In a column for the Daily Beast, conservative — and former Republican — Matt Lewis said Donald Trump’s disastrous Tulsa campaign rally before a half-empty arena exposed what will likely dog him through the run-up to November’s election.
He has become boring and his fans are tuning him out.
With Twitter in full mockery mode over the poor turnout as evidenced by thousands of unoccupied seats after presidential promises of not only a packed house, but overflow crowds that also did not show up, Lewis wrote that Trump’s campaign is in trouble.
“It started with an underwhelming crowd, which only matters because of how he’s hyped and exaggerated expectations for them,” Lewis wrote, adding, “… even the crowd who did show up seemed to be more subdued than normal. Sure, they applauded. Sure, they cheered. But it seemed like they were going through the motions. There’s a difference between a crowd that is enthralled and one that is polite.”
Observing reactions to Trump’s speech, where fans of the president were filmed yawning as the president rambled on for over 90 minutes, Lewis claimed that the president didn’t give them “much to cheer about.”
“Once upon a time, his style was shocking and horrifying and (daresay) sometimes even fun. Today, it’s just tiring,” the columnist explained. “Like addicts who progressively need a bigger fix, Trump has desensitized us with four years of crazy tweets, stream-of-consciousness speeches, and rallies that are indistinguishable from a therapy session. He has flooded the zone with horribleness so that it’s harder to reach outrage now. One of his more offensive lines was about telling his people to slow down COVID-19 testing (so the numbers look better). The White House said, absurdly, that that was a joke. By Monday, my guess is, this line will be mostly forgotten.”
According to the columnist, one problem the president is facing is he can’t seem to fire up his base with attacks of probable opponent Joe Biden as seen by the fact that the former vice president is leading him in most polls — leaving the president swinging at air — with Lewis writing, “Unable to cast his opponent as a villain (which would be both politically advantageous and entertaining), Trump’s only option is to suggest that Biden ‘is a helpless puppet of the radical left’ and a ‘trojan horse for socialism.'”
Which gets back to the fact that the president’s speech seems to have flopped before the few who showed up.
“The speech was long. Very long. Some people started walking out at about the 90-minute mark, as he was introducing the various politicians in the house. My sense was that he kept thinking that maybe if he kept going, something would catch on—that he would capture the crowd. But he never really did,” he wrote, before adding, ” This second time around, Trump is finding that it’s always hard to try and strike lightning twice.”
“More than 120,000 Americans are dead on his watch, and Donald Trump endangered the lives of thousands of people by deciding to hold this Tulsa, Oklahoma, rally on Saturday night, where the virus was an afterthought in his speech,” he continued before concluding, “The very least he could have done was not be so boring.”
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Trump ripped as a ‘traitor’ by veterans for his mask photo-op at Walter Reed Hospital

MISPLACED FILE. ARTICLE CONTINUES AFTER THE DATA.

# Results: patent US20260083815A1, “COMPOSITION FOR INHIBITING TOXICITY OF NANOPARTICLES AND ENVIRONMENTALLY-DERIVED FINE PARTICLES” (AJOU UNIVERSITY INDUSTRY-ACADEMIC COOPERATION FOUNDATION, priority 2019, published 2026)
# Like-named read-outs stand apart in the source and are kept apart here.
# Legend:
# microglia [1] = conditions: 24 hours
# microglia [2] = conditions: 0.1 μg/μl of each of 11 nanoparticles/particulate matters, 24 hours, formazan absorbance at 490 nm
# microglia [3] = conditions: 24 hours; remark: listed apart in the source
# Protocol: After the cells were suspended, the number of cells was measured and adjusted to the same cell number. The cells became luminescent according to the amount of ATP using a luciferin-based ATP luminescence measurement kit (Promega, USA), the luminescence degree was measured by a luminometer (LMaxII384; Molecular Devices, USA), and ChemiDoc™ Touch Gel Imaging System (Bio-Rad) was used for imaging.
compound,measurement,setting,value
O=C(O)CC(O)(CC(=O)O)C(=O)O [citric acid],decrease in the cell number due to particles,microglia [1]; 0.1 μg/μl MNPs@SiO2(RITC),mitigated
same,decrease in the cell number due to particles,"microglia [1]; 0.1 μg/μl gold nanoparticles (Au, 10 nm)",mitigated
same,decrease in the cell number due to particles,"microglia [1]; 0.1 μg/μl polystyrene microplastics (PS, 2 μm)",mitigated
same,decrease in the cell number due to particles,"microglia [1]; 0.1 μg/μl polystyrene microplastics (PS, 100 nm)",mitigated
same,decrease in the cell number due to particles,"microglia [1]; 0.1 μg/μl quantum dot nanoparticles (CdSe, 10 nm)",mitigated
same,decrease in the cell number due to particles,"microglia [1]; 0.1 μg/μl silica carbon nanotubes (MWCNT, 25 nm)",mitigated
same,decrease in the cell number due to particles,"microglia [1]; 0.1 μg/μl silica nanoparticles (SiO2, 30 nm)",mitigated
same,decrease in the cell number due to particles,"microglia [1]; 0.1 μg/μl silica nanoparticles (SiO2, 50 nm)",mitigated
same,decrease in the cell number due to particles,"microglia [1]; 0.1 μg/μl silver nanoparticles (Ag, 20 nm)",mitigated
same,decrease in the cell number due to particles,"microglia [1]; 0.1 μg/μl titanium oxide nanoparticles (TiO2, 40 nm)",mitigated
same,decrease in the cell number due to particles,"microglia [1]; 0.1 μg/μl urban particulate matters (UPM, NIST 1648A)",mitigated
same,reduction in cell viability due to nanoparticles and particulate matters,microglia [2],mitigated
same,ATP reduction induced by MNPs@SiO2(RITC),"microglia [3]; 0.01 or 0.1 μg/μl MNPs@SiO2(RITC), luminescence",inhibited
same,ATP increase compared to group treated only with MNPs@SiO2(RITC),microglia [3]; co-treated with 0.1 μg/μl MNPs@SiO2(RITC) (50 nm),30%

The veteran advocacy organization Vote Vets on Sunday blasted President Donald Trump for holding a photo-op at the Walter Reed National Military Medical Center.
After a round of golf on Saturday, Trump traveled to the hospital to be photographed by the press pool wearing a mask, which was a first since the start of the COVID-19 pandemic.
Vote Vets, which says it has raised over $120 million since being founded in 2006 and made over 50 million voter contacts, released a new video on Trump's visit.
The ad says it shows "what wounded warriors see when Trump comes for a photo-op."
Trump’s push to reopen schools prematurely is an assault on states’ rights that may prove deadly
It’s hard to avoid a sense of déjà vu as the Trump regime threatens to withhold federal education funding from states that refuse to re-open their schools this fall. The contours of the “debate,” such as it is, perfectly align with the one we had a couple of months ago about re-opening businesses in the midst of a pandemic.
Then, as now, conservatives tried to frame the issue as a choice between re-opening and staying stuck in quarantine indefinitely. Those less moored to reality, including the President, insisted that proponents of quarantines were only motivated by a desire to undermine Trump’s prospects for re-election. The real divide at the time was between those of us who wanted to follow the science, build up adequate testing and contact-tracing capacity and re-open safely once the rate of infection had declined, and those, mostly on the right, who wanted to re-open prematurely either because they believed we’d achieve herd immunity if we let the outbreak run its course or because they thought Covid-19 was a “hoax” that was no more serious than the seasonal flu.
How 68,000 COVID-19 survivors created a world-class patient resource group in just four months
Diana Berrent was one of the first people in her hometown of Port Washington, New York, to get COVID-19. Back then, in early March 2020, only immunocompromised and seniors were believed to be high-risk; hence, as a 46-year-old yoga practitioner and runner, Berrent was "shocked" when she woke up with a 103-degree fever and respiratory infection — symptoms that strongly suggested she had coronavirus, which was later confirmed by a test.
This article first appeared in Salon.